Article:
Main Page
Alphabetical Index

Hints for prints


Personal constructs in depression

The outlines of a personal construct conceptualization of depression and suicide can be found in Kelly’s (1955/1991) description of a depressive lifestyle as one characterized by constriction, the tendency to narrow one’s perceptual field to ignore events that do not fit comfortably within one’s existing construct system. Thus, rather than actively testing, revising, and expanding their interpretations of a widening range of experience, depressed individuals foreclose this elaboration to avoid the anxiety that inevitably accompanies it. As a result, they operate with a relatively fixed and brittle construct system, which can lead to a suicidal predicament in the face of either invariant predictions of a deterministic future (a condition Kelly called "depressive fatalism"), or massive invalidation of the vulnerable construct system (which he termed "total anxiety") (Kelly, 1961). Thus, in keeping with his tendency to understand even serious disorders in a credulous, sympathetic way, Kelly viewed depression as an attempt at adaptation that has gone awry, a temporary withdrawal from a threatening world that has become circular, isolating, and self-perpetuating, sometimes with fatal consequences.

A good deal of subsequent research has both confirmed and refined the outlines of this conceptualization (Neimeyer, 1985). Relative to non-depressed people, those with depression experience anticipatory failure, conceptualizing the future in less extended, and more negative terms. They also construe themselves more negatively, and tend to view events in more polarized, extreme ways, distant both from their ideals and their perceptions of other people. Moreover, personal construct theory may be unique among contemporary theories in emphasizing "structural" aspects of depressive construing, documenting the loosening of coherence or organization in the person’s self-concept as depression deepens, until it tightens along negative lines at the  most profound levels of the disorder (Neimeyer, Heath & Strauss, 1985). Importantly, repertory-grid based measures of such construct system structure and negative-self-construing have been shown to measure different features of the disorder than the cognitive distortions and depressive symptoms that are the focus of more traditional psychological assessment (Neimeyer & Feixas, 1992), and have made a unique contribution to the prospective prediction of serious suicide risk among hospitalized psychiatric patients (Hughes & Neimeyer, 1993). Subsequent research using implications grids has even begun to identify specific 'personality styles' that are vulnerable to depression, as a result of disruptive shifts in different construct subsystems focusing on achievement on the one hand, and dependency on the other (Baker, Neimeyer & Barris, 1997). In sum, personal construct models and methods are of practical value in focusing psychological assessment and treatment in this common, but poorly understood disorder.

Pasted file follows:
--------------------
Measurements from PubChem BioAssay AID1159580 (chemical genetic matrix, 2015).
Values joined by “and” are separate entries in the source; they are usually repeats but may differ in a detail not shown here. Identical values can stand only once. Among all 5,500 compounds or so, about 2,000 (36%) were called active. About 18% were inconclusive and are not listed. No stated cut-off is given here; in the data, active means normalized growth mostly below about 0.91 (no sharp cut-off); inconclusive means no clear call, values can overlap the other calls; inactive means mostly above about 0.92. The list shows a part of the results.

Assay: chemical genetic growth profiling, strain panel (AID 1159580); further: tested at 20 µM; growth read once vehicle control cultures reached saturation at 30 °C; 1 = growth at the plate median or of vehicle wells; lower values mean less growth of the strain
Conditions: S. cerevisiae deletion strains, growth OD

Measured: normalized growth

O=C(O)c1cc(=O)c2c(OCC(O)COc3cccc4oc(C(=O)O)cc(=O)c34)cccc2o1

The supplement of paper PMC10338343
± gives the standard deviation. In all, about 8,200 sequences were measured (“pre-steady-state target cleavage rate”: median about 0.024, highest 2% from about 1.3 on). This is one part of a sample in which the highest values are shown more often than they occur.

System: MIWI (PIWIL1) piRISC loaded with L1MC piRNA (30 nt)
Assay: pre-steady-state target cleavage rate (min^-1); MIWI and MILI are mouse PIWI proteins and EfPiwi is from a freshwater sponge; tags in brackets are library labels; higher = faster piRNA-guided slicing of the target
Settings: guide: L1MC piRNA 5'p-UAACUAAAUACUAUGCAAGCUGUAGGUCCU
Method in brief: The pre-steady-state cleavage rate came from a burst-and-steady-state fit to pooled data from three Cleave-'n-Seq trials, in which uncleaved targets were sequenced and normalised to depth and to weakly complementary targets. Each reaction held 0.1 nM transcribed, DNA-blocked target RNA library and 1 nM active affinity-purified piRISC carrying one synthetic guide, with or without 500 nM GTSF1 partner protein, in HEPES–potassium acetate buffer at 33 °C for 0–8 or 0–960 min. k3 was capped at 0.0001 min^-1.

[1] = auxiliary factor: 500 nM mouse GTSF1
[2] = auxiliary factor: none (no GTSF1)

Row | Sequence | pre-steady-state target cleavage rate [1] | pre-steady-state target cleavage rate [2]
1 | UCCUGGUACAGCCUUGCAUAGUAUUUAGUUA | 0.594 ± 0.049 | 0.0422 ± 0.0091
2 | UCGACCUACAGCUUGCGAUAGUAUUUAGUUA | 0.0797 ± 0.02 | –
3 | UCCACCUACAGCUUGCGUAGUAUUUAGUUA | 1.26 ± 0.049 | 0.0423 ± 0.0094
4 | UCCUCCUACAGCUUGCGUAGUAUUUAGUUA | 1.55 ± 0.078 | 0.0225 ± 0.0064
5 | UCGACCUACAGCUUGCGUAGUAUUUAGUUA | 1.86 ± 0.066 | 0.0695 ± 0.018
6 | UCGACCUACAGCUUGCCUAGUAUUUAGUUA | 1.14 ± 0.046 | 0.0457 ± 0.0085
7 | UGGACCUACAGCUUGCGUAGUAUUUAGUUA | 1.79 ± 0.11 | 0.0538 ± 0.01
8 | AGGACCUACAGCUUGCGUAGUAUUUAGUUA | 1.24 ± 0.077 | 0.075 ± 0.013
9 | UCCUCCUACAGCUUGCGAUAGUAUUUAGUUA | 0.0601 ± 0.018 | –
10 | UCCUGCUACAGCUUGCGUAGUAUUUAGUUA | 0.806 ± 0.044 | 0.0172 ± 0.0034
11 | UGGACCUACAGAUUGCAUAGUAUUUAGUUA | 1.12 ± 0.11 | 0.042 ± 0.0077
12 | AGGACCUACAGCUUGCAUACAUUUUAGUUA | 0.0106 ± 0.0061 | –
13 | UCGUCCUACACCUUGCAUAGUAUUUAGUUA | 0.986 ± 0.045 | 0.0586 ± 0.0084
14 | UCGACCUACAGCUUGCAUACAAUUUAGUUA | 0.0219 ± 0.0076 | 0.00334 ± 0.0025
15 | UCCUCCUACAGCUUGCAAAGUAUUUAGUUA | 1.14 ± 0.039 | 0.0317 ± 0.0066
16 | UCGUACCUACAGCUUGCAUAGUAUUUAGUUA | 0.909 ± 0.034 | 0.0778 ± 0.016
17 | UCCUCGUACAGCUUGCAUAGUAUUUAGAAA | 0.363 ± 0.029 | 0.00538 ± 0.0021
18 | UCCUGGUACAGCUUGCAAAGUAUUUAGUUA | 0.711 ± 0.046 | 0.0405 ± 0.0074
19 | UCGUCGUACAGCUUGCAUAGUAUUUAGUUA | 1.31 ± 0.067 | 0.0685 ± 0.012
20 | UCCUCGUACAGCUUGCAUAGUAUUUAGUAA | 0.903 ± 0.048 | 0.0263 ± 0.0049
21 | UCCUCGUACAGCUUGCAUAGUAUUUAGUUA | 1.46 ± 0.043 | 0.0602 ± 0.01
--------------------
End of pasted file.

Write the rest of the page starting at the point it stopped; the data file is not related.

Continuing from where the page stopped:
• Baker, K.D., Neimeyer, R. A. & Barris, B.P. (1997). Cognitive organization in sociotropic and autonomous inpatient depressives. Journal of Cognitive Psychotherapy, 11, 279-297.
  • Hughes, S.L. & Neimeyer, R.A. (1993). Cognitive predictors of suicide risk among hospitalized psychiatric patients. Death Studies, 17, 103-124.
  • Kelly, G. A. (1955/1991). The psychology of personal constructs. New York: Norton
  • Kelly, G. A. (1961). Suicide: The personal construct point of view. In N.L. Farberow & E. S. Shneidman (Eds.), The cry for help. New York: McGraw Hill.
  • Neimeyer, R. A. (1985). Personal constructs in depression. In E. Button (Ed.), Personal construct theory and mental health. London: Croom Helm.
  • Neimeyer, R. A. & Feixas, G. (1992). Cognitive assessment in depression. European Journal of Psychological Assessment, 8, 47-56.
  • Neimeyer, R. A., Heath, A. & Strauss, J. (1985b). Personal reconstruction during group cognitive therapy for depression. In F.R. Epting & A.W. Landfield (Eds.), Anticipating personal construct psychology. Lincoln, NE: University of Nebraska Press.

Robert A. Neimeyer

Establ. 2003
Last update: 15 February 2004